Author at Pistol-Carbine School 9th Year of SWAT
If you are asking, “Who the F*** are you?” and pounding away at your keyboard with assumptions – I will share a little bit about myself so pause. I have been involved in tactical shooting, the AR-15, myriad of semi-auto handguns, shotguns and so on since the early 90’s (shooting my first CAR15 and Daewoo in 1986). Currently, I am a decorated SWAT operator with 10 years on the job to present and no sign of slowing down. I have trained hard, for a long time, lost much sleep, deployed on many a callout, stalked bad guys and saved lives. I have passed countless shooting qualification courses with a regular 90% or greater on the MEU(SOC) rifle and pistol qualification as well as the LAPD SWAT qualification prior to the MEU(SOC) adoption by our team. I have attended numerous courses as well as other training regimens in order to stay up to speed and relevant. I did not just wake up yesterday, put on a bikini and pose with a couple of firearms for my instagram. As a matter of fact you will seldom see a posed picture at all on my IG.
Now that we have all of that background out of the way, and the Cro-Magnon crowd has lost interest in this article, let’s move along.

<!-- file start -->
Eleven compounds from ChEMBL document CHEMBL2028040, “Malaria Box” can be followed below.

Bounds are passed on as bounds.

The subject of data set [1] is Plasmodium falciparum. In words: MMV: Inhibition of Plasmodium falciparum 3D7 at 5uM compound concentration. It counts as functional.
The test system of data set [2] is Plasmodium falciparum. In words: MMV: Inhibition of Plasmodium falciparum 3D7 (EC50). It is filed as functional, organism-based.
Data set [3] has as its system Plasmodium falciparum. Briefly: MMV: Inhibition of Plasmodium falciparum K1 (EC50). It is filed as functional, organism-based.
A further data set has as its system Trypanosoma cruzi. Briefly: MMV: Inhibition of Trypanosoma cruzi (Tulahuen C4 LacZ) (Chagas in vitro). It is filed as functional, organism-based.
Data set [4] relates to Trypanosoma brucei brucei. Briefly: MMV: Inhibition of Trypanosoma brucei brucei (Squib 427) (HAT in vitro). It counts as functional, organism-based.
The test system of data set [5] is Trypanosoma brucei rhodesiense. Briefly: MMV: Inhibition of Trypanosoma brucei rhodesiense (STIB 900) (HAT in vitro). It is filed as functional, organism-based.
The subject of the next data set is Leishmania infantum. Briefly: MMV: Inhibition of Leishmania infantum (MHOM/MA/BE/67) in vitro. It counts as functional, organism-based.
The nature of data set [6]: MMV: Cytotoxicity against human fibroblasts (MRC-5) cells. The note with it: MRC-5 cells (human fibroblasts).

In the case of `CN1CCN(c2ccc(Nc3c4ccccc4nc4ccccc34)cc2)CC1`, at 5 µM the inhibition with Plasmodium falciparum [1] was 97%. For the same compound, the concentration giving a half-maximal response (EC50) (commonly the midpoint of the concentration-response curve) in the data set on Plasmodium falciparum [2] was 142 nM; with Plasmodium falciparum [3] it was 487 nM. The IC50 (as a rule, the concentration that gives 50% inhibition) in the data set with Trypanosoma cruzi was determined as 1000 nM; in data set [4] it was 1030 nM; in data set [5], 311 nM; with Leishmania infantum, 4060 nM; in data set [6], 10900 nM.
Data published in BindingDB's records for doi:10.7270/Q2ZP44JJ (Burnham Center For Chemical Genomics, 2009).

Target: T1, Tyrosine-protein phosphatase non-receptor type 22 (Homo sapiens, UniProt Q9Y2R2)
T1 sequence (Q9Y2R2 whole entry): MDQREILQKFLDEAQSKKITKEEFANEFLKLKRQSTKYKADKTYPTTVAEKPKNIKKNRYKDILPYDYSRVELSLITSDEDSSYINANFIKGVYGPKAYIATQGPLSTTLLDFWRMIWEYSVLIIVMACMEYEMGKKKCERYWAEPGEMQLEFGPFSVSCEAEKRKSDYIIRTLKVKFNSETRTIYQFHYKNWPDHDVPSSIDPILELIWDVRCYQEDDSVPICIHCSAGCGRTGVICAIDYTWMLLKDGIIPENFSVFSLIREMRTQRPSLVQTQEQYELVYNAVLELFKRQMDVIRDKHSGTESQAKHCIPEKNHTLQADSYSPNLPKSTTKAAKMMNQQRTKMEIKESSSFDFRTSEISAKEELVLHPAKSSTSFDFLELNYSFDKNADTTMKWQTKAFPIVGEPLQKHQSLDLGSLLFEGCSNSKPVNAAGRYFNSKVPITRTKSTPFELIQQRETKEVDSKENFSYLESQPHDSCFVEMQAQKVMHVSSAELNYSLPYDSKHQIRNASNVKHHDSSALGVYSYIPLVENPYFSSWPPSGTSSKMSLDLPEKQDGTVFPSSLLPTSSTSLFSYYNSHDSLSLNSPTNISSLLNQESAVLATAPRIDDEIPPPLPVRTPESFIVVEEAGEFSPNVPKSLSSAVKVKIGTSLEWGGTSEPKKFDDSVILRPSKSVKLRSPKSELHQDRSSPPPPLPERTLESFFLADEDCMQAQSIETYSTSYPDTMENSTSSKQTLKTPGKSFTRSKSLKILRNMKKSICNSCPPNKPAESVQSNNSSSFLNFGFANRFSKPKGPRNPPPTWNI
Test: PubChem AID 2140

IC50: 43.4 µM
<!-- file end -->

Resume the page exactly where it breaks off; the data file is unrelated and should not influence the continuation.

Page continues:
The rampant marketing, false perception of gear obsolescence, loud in your face “tacticool” culture, industry infighting, and overwhelming ego tripping that seems to permeate this modern firearms industry has often forced me to consider retreating completely by disconnecting and going back to just enjoying my firearms – my way – before this digital age. The rampant lack of credibility among those claiming or purveying their “expertise” that flows through forums/comment feeds, as booger eaters pound their keyboards with a vengeance defending their pet brands, while espousing their Call of Duty fantasies, preaching of zombie apocalypses, all but drove me to never participate in rational and articulate gun discussions online again.
Amidst this culture of handicapped chaos, hidden in the shadows of dimly lit forests, and the song bird filled woods of America there exists a culture that is diametrically the opposite of everything previously mentioned. There exists a calm, a zen, a meditative world of ritual, history, tradition, rhythm and methodology; where art, skill, and craftsmanship are blended into the roots of firearms history. This is the world of traditional muzzleloaders. Whether nestled in the folds of the green hills of Appalachia, the hardwood forests of the Northeast or the snow covered Rockies in the West, there is a sanctuary for those of us growing ill with this plastic culture. No, not the breech loading, black powder, modern firearms with synthetic stocks and optics, whose only purpose is to circumvent a rule in order to hunt a particular district or season with all the advantages of modernity. We’re talking about American Longrifles and fowlers made in the image of those by Isaac Haines, Jacob Dickert, John Bivens, J.P. Beck, Joseph Long, JJ. Henry, Henry Leman to name only a few. We’re talking about Lancaster Rifles, Lehigh Valley, Pennsylvania, Kentucky, Tennessee, Jaegers, Trade Guns. These are the rifles that freed a nation, settled a wild continent, and helped birth the United States. They are our nations mitochondria.